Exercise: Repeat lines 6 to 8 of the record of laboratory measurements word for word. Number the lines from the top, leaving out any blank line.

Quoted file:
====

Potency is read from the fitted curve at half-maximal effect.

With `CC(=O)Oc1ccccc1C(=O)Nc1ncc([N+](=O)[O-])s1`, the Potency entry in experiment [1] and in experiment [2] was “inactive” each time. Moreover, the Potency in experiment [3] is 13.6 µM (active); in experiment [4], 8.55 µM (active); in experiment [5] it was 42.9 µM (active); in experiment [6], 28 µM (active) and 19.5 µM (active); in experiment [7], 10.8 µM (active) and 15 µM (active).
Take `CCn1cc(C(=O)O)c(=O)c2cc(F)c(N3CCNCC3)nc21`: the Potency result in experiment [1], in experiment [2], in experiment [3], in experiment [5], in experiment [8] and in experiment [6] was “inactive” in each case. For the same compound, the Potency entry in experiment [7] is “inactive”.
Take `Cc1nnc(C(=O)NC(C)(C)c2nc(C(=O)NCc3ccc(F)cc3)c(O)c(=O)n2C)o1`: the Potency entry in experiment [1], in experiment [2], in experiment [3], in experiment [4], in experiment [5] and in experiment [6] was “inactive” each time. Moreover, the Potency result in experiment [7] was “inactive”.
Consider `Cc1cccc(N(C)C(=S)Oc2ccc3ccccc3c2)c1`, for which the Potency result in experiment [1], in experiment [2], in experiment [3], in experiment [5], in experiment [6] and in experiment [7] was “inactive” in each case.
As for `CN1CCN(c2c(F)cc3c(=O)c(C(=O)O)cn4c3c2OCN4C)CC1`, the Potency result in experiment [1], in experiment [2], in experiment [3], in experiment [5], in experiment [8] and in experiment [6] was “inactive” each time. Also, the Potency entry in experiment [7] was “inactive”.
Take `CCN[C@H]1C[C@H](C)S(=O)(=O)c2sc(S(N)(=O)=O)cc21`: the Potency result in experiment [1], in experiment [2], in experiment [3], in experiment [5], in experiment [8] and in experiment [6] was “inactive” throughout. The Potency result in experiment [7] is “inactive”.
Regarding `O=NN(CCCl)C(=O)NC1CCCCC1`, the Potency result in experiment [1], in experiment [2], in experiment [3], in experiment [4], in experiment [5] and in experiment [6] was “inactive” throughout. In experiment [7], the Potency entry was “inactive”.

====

As for `CN1CCN(c2c(F)cc3c(=O)c(C(=O)O)cn4c3c2OCN4C)CC1`, the Potency result in experiment [1], in experiment [2], in experiment [3], in experiment [5], in experiment [8] and in experiment [6] was “inactive” each time. Also, the Potency entry in experiment [7] was “inactive”.
Take `CCN[C@H]1C[C@H](C)S(=O)(=O)c2sc(S(N)(=O)=O)cc21`: the Potency result in experiment [1], in experiment [2], in experiment [3], in experiment [5], in experiment [8] and in experiment [6] was “inactive” throughout. The Potency result in experiment [7] is “inactive”.
Regarding `O=NN(CCCl)C(=O)NC1CCCCC1`, the Potency result in experiment [1], in experiment [2], in experiment [3], in experiment [4], in experiment [5] and in experiment [6] was “inactive” throughout. In experiment [7], the Potency entry was “inactive”.